In the early 1980s, leveraged loans and high-yield bonds began to be used to finance leveraged buyouts (LBOs) and other acquisition transactions. Those were simpler times. Back then, leveraged finance was principally a US phenomenon. The annual aggregate amount of leveraged loans and bonds issued in a year was a few tens of billions. Some of today's top-tier private equity shops were just getting started, and were certainly not household names. The documentation and relevant legal issues, while significant, were a fraction of those that are involved in leveraged finance today.
My, how things have changed. While loans and bonds are still a standard feature of the leveraged finance product menu, they have taken on different shapes and flavours, and additional financing products have been developed and are now widely used. The number of participants in leveraged finance has grown massively, and a large number of the players are now based in Europe and Asia. In addition to banks and institutional investors, direct lenders have now joined the party. Standard documentation for most types of leveraged finance has at least doubled in size. The amount of leveraged loans issued in 2017 for M&A exceeded US$300 billion in the US alone,1 with the LBO M&A subset posting the second-highest year ever of issuances at US$126 billion (a 44 per cent increase compared to 2016).2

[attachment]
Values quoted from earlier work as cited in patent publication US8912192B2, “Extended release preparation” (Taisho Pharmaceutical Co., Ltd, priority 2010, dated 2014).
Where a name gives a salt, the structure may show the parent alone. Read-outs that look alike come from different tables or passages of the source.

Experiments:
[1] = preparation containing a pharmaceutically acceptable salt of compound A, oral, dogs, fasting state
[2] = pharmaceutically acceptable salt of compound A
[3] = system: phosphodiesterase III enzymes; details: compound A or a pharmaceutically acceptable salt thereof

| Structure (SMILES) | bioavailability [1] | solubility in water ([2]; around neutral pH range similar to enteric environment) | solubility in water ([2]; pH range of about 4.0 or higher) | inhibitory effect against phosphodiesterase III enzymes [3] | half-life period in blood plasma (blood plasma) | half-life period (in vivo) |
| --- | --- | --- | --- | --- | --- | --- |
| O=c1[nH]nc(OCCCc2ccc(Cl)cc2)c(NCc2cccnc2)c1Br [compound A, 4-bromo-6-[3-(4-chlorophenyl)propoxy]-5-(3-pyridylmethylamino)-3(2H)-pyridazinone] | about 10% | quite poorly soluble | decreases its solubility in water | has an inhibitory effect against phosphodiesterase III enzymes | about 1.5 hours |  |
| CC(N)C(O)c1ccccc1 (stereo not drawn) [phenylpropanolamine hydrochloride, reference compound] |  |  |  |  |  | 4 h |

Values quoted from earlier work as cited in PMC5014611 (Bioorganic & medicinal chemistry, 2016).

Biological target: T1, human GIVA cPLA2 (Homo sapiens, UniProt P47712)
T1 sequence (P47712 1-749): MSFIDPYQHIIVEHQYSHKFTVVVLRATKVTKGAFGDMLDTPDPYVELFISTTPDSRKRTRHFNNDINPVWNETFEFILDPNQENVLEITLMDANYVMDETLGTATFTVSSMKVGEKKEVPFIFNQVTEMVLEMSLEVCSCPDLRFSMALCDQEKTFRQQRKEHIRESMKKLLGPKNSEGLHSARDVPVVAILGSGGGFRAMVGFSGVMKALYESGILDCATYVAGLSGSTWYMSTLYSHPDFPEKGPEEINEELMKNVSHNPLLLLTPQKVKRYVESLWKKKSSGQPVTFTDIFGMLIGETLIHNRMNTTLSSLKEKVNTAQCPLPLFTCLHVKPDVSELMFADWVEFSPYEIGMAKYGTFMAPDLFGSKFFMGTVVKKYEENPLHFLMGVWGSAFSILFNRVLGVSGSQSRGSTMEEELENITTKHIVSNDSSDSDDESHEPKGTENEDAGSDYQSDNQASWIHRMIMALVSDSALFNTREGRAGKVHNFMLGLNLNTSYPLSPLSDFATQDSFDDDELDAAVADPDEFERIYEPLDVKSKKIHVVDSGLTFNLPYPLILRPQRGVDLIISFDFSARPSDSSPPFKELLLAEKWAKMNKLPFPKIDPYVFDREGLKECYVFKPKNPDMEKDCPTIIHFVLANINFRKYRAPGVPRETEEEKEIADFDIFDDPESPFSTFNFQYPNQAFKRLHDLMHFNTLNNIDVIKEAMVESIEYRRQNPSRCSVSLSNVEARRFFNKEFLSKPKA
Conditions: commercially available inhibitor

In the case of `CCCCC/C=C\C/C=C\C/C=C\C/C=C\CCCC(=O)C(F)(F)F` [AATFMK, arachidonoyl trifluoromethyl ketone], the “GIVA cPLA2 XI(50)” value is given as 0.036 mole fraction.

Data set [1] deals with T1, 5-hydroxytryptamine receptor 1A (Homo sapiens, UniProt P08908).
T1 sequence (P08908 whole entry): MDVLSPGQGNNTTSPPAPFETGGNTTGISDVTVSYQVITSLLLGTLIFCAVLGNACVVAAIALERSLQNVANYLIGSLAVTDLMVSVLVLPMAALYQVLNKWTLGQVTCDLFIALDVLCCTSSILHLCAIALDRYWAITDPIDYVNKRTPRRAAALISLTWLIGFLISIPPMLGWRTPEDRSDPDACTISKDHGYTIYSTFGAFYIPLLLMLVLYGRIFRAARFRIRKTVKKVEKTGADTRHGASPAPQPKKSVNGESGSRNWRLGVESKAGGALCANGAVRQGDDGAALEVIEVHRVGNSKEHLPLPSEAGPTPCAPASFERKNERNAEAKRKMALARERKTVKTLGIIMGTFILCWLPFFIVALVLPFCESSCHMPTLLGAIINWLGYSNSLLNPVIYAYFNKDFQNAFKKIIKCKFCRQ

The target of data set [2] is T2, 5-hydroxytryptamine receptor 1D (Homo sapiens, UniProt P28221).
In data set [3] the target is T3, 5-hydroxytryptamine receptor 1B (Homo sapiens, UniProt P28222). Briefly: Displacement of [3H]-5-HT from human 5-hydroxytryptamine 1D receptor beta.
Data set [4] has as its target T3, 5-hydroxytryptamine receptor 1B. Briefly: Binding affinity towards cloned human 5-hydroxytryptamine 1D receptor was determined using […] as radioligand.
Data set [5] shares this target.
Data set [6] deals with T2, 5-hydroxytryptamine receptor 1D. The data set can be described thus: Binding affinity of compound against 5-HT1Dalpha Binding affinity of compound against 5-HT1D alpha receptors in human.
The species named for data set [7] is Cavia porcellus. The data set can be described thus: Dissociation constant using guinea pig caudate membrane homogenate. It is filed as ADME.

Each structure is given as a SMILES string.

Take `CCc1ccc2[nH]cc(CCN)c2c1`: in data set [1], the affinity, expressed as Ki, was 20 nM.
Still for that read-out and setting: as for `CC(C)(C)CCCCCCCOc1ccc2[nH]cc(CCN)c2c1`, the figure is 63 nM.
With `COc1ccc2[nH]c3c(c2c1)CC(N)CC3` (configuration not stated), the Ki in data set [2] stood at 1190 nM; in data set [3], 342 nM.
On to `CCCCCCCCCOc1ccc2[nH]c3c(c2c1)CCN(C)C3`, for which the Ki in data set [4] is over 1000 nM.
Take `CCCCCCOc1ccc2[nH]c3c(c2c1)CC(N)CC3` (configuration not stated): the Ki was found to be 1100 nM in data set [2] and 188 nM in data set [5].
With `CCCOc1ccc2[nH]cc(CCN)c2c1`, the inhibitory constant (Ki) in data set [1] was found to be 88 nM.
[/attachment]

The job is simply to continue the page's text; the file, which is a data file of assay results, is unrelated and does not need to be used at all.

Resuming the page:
While there have been ups and downs, of course, for leveraged finance over the past 40 years (most notably during the financial crisis), leveraged finance used to support acquisitions has become a very big business and is almost certainly here to stay (and probably grow).
This volume is intended to contribute to the knowledge base of lawyers who participate, or aspire to participate, in leveraged finance used for acquisitions. It will hopefully provide an overview and introduction for the novice and be a ready resource for an active practitioner who needs to know about relevant laws and practices in jurisdictions around the world.
Thanks to my partners Casey Fleck and Doug Landy, and my associate Gabi Paolini, for their help in editing the volume and preparing the Introduction that follows.